7 May 2000 bernhard   » (Master)


Friday night I Released yet another stable version, 0.6.7, because of the file loading bug. The bug is grave enough for this, even though it's only a one line fix.


Many articles on this email virus/worm correctly state that in principle it would also work on Linux, if the mail clients would let the users execute attached scripts too easily. However, then they go on to say that at most it could destroy that user's files but wouldn't harm the rest of the system.

But the user's data is very likely the most precious data on that system! Well, that's the case for me at least and probably many other people. Imagine the virus would delete the TeX-files for the thesis you have to turn in tomorrow or the source tree for your latest but yet unpublished program! This kind of data is hard and maybe impossible to recreate unless you have recent backups (which everybody hopefully has) while restoring the operating system from CDs/Internet only takes a few hours.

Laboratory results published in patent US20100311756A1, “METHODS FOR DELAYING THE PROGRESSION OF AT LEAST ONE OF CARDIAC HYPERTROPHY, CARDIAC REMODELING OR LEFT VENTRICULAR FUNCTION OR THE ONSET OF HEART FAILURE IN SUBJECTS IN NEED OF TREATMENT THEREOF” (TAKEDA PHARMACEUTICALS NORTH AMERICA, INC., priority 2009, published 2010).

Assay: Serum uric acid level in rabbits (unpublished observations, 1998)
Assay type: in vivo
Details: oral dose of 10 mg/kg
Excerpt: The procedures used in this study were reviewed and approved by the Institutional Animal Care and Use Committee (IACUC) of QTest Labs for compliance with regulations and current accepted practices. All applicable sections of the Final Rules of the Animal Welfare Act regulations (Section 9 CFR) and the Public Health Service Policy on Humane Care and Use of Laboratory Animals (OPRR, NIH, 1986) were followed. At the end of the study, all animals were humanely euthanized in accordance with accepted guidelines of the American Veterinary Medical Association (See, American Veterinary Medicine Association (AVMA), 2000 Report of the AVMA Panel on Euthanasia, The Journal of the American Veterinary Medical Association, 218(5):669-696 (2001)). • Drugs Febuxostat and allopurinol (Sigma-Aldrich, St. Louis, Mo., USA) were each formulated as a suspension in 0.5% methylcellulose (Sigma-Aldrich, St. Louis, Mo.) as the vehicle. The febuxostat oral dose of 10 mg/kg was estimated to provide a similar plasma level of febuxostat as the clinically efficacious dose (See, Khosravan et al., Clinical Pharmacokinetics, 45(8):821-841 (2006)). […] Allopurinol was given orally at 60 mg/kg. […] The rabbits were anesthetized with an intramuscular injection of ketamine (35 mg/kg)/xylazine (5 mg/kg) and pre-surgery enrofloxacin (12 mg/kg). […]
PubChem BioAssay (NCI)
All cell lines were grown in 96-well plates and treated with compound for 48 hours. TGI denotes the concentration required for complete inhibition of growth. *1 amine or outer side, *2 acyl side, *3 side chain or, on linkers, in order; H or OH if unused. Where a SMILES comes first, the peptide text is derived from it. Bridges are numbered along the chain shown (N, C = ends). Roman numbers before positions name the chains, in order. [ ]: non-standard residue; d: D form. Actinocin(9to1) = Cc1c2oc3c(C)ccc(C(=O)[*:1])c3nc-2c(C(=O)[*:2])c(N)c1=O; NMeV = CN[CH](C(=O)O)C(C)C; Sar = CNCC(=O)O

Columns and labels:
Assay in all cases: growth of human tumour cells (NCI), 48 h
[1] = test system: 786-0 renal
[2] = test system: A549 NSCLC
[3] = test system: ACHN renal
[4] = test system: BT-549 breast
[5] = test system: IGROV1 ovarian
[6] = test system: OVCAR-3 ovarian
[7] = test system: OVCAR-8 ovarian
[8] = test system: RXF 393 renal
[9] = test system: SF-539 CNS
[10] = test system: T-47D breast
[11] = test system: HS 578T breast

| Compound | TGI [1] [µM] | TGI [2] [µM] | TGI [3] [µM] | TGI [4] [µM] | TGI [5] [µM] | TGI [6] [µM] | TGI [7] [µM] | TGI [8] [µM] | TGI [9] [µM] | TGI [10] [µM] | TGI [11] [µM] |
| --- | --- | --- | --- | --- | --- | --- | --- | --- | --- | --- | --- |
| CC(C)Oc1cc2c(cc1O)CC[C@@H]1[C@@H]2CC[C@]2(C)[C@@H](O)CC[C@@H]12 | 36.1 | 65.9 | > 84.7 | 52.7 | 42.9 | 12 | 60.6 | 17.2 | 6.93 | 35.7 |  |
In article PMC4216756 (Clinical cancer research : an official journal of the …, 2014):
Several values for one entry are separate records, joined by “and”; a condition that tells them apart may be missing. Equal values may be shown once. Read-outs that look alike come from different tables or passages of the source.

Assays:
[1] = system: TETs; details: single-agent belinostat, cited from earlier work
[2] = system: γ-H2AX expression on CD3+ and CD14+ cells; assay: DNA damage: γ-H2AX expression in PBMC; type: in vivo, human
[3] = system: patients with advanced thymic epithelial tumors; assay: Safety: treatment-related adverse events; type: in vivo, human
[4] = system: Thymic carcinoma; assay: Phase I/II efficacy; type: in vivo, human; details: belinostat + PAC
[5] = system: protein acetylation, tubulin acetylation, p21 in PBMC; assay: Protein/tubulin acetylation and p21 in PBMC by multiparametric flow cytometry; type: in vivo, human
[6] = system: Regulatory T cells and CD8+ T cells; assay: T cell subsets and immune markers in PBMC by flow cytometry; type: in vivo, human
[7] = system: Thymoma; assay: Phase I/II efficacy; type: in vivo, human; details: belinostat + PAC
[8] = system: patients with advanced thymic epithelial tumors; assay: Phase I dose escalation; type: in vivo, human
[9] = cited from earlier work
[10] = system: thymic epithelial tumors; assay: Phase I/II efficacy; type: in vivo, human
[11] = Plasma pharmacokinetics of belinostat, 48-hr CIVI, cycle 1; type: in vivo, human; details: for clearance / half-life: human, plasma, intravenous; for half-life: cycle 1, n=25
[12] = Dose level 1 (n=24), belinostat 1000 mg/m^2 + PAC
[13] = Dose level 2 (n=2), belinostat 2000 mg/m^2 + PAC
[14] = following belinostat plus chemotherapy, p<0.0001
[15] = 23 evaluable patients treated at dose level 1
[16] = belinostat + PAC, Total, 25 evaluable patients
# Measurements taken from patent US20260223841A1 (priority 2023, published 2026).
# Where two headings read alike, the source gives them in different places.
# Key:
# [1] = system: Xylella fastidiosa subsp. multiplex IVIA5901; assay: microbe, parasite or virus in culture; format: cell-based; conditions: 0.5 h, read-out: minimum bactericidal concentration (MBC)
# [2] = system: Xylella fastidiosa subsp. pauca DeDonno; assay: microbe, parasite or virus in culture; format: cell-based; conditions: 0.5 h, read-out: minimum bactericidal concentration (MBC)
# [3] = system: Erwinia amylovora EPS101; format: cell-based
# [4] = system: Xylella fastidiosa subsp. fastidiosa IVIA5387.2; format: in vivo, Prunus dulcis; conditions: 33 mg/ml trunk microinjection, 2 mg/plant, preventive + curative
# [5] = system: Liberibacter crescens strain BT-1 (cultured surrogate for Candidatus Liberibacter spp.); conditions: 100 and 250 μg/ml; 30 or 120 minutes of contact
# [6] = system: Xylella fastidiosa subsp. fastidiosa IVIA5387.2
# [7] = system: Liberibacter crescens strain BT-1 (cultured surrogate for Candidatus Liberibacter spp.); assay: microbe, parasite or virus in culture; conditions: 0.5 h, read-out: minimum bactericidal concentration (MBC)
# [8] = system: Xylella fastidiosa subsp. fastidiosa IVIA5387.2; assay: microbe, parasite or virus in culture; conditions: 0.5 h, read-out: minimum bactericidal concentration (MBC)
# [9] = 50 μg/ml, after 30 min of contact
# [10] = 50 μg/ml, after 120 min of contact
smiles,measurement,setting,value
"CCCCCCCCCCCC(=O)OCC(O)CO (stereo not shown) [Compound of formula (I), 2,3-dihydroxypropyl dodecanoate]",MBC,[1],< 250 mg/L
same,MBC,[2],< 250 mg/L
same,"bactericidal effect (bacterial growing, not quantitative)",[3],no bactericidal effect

What can protect open source system from mail and macro viruses is that open source programmers probably won't make insecure settings the default and put suitable warning messages into the program.

Microsoft defends itself saying that the customers want programmable applications. Scriptable applications are all well and good, I'm using the perhaps most flexible and scriptable mail program existing for Unix myself, but that's no excuse for making the default configuration so insecure. I'm sure gnus will never automatically execute an elisp script just because it's attached to a mail and I happen to select it, unless I explicitly configure it that way, in which case I get what I deserve.

I haven't seen the virus myself, but from what I read, the name of the VBS file ended in .txt.vbs. This is a clever trick, because apparently many mail programs on Windows don't display the file extensions so that the file name the users saw looked just like a normal txt file. These are usually opened in Notepad, so double clicking on it doesn't seem to be a security risk. Hiding information from the user can be a dangerous thing.

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